TURIN, Italy (AP) — Ukrainian band Kalush Orchestra, fresh off their Eurovision victory, released a new music video for their winning hit “Stefania” Sunday that features scenes of war-torn Ukraine and women in gear. combat, as part of the annual song contest. took on an increasingly political tone.
The video was released hours after the Kalush Orchestra gave Ukraine its third Eurovision victory, moving ahead of Great Britain in the grand final after the votes of some of the estimated 200 million viewers from 40 participating countries were counted.
The band members posed for photos and signed autographs outside their hotel in Turin on Sunday, en route to an interview with Italian broadcaster RAI. They are due to return to Ukraine on Monday after receiving special permission to leave the country to attend the competition.
Russia was banned from the Eurovision Song Contest this year after its invasion of Ukraine on February 24, a move organizers said was aimed at keeping politics out of the contest that promotes diversity and friendship between nations.
However, politics entered the fray, with Kalush leader Oleh Psiuk ending his winning performance on Sunday night with a plea from the stage: “I ask all of you, please help Ukraine, Mariupol. Help Azovstal right now!” he said he, referring to the besieged steel plant in the strategic port city.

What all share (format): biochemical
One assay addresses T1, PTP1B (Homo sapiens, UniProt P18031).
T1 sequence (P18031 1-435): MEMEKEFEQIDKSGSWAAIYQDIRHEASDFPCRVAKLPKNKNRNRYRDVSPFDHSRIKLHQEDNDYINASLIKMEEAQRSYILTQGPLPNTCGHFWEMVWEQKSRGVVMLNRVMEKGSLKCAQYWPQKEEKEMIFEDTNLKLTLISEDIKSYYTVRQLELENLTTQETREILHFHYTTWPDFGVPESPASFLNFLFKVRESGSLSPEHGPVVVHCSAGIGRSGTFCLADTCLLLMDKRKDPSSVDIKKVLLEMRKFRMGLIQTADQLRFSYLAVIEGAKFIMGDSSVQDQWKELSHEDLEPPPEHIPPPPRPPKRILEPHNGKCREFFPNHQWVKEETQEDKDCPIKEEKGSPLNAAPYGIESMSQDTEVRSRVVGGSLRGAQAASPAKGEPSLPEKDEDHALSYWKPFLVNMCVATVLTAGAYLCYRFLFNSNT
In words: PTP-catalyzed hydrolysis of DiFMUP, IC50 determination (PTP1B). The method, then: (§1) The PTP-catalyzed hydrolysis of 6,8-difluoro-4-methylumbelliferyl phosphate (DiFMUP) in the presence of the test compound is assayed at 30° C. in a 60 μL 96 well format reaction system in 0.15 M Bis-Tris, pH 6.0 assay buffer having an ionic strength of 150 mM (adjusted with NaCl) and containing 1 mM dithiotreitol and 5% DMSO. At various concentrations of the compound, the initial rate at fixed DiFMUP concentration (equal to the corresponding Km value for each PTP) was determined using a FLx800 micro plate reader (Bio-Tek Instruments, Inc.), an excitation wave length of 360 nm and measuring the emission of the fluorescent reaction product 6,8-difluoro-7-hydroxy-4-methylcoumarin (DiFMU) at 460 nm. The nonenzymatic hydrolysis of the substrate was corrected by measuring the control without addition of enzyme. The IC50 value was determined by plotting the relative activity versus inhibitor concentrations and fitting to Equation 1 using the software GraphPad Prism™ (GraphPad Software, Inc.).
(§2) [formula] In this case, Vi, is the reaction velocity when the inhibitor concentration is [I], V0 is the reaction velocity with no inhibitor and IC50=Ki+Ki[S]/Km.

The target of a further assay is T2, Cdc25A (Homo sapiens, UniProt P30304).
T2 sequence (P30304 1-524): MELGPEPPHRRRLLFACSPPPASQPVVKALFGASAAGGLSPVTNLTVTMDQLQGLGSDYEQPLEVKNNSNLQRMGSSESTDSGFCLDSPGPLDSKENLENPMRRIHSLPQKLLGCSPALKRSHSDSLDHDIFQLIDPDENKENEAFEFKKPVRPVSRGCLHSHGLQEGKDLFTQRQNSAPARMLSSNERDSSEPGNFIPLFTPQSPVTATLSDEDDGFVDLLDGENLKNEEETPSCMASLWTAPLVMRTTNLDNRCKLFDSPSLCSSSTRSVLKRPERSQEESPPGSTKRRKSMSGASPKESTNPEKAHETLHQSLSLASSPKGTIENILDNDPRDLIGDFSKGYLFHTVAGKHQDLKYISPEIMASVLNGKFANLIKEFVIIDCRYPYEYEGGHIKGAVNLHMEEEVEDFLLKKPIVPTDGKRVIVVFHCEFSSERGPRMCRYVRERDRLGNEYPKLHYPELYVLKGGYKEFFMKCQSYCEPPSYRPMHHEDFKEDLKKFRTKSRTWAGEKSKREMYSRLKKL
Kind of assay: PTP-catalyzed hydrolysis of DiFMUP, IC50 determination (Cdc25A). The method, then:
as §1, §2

Ukrainian President Volodymyr Zelenskyy hailed the victory, saying he hoped that Ukraine would be able to host the contest next year, predicting that “the victorious chord in the battle against the enemy is not far off.”
“Stefania” was written by lead singer Psiuk as a tribute to his mother, but since the invasion of Russia it has become a hymn to the motherland, with lyrics that promise: “I will always find my way home, even if all roads fail.” they are destroyed. .”
The new music video features female soldiers pulling children out of bombed-out buildings, greeting children in shelters, and leaving them behind as they board trains. The video credits say that it was filmed in cities that have seen some of the worst destruction of the war, including Bucha, Irpin, Borodyanka and Hostomel.
The video was clearly made before the band left Ukraine, as it features the band members and presumably the actors performing in the rubble.
“Dedicated to the brave Ukrainian people, to the mothers who protect their children, to all those who gave their lives for our freedom,” he said.
Kalush Orchestra includes folklore experts and blends traditional folk melodies and contemporary hip hop in a strong defense of Ukrainian culture that has taken on additional significance as Russia has tried to falsely claim that Ukraine’s culture is not unique.
At a news conference early Sunday after the contest, Psiuk, wearing his trademark pink bucket hat, said the victory was particularly significant given the war and the popular support that led Ukraine to victory.
“We are here to show that Ukrainian culture and Ukrainian music are alive and have their own very special signature,” said Psuik.
Winfield reported from Rome.